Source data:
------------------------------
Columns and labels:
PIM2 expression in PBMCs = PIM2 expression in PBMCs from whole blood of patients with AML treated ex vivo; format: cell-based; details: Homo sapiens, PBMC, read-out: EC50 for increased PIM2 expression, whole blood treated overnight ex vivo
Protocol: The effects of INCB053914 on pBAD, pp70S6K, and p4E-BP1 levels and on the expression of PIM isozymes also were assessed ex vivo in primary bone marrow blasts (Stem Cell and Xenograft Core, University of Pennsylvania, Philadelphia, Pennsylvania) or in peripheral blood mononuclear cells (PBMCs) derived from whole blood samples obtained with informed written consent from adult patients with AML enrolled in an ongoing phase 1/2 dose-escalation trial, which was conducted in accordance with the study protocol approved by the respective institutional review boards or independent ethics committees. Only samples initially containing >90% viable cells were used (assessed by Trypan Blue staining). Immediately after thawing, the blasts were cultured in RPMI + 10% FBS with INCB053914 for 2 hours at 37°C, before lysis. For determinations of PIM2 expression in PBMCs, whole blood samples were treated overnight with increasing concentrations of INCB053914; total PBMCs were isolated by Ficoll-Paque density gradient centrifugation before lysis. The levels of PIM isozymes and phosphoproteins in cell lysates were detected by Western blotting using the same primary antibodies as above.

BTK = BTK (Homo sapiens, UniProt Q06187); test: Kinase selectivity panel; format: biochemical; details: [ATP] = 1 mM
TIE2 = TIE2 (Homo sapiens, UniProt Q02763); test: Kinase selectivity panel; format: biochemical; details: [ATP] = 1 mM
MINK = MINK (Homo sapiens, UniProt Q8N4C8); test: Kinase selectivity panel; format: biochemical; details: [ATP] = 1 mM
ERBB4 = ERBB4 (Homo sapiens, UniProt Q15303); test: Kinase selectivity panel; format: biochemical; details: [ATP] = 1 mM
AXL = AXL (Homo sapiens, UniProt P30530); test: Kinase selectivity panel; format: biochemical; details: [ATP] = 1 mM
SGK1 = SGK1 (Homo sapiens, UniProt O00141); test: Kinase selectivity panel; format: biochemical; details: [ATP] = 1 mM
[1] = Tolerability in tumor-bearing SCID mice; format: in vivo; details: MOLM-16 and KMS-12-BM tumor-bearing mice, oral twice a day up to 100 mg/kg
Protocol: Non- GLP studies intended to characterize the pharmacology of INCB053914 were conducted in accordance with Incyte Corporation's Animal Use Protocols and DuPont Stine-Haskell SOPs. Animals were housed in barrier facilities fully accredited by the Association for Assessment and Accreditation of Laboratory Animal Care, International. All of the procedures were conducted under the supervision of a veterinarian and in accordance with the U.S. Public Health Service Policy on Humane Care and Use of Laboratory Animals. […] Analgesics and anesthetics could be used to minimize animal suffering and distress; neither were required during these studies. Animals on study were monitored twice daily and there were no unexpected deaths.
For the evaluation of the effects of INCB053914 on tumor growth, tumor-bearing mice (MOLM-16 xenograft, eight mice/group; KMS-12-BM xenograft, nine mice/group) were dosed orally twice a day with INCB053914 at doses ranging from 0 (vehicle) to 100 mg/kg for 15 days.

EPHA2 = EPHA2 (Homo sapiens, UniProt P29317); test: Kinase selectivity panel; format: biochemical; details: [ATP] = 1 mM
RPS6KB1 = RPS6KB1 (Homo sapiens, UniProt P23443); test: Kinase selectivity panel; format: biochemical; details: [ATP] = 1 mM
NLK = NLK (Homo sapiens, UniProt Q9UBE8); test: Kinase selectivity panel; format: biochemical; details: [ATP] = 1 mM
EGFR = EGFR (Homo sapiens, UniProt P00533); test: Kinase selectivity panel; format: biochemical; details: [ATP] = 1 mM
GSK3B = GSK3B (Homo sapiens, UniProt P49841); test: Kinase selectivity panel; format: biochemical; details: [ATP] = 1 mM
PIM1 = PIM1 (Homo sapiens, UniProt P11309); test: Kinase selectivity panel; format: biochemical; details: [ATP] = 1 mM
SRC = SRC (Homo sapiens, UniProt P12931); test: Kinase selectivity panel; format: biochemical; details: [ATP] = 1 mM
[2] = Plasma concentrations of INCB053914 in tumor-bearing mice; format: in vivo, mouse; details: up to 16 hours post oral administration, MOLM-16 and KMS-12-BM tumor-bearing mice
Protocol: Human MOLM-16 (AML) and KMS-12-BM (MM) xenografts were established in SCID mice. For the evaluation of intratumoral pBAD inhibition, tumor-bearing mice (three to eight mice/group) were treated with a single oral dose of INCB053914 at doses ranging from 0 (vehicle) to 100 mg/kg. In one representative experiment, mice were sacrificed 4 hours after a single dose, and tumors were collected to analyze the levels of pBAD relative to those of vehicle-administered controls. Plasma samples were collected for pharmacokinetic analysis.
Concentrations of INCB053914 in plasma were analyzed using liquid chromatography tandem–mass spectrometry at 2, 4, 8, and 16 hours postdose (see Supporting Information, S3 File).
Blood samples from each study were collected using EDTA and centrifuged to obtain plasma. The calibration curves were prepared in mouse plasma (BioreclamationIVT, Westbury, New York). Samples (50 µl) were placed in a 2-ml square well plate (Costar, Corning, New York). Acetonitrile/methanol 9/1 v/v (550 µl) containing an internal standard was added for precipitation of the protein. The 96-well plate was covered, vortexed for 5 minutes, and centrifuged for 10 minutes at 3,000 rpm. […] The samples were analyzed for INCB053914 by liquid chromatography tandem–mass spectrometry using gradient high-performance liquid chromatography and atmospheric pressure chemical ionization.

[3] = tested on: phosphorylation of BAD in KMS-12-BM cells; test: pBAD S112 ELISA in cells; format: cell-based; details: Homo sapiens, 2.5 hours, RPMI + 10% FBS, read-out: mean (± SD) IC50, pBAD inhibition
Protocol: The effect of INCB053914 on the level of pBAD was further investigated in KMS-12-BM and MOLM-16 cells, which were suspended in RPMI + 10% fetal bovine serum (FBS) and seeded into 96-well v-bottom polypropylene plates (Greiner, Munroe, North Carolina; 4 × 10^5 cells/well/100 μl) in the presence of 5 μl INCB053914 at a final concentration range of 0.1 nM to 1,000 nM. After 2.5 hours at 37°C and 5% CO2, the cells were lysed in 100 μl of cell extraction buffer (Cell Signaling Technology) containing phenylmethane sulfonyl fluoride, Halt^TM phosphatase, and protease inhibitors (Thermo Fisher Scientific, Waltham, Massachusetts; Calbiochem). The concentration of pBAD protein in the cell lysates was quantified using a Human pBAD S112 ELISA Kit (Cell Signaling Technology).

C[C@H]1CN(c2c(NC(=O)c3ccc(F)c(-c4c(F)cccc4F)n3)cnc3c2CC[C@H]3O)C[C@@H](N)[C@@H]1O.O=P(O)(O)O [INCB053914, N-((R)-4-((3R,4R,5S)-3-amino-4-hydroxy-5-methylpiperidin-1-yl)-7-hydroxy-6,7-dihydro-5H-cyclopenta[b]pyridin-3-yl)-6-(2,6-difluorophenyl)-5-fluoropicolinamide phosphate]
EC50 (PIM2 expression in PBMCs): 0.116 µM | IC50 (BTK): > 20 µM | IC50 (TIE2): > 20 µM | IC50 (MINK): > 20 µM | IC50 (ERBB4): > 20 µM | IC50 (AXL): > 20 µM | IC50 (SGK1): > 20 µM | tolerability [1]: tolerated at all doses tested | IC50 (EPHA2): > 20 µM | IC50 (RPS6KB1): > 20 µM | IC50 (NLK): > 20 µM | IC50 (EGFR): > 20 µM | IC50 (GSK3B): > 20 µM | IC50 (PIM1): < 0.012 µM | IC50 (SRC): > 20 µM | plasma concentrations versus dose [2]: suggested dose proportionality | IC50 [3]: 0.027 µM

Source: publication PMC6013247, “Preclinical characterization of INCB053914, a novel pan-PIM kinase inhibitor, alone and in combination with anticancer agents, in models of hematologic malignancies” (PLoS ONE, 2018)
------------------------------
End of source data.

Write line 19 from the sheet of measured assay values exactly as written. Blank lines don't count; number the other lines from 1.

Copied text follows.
SRC = SRC (Homo sapiens, UniProt P12931); test: Kinase selectivity panel; format: biochemical; details: [ATP] = 1 mM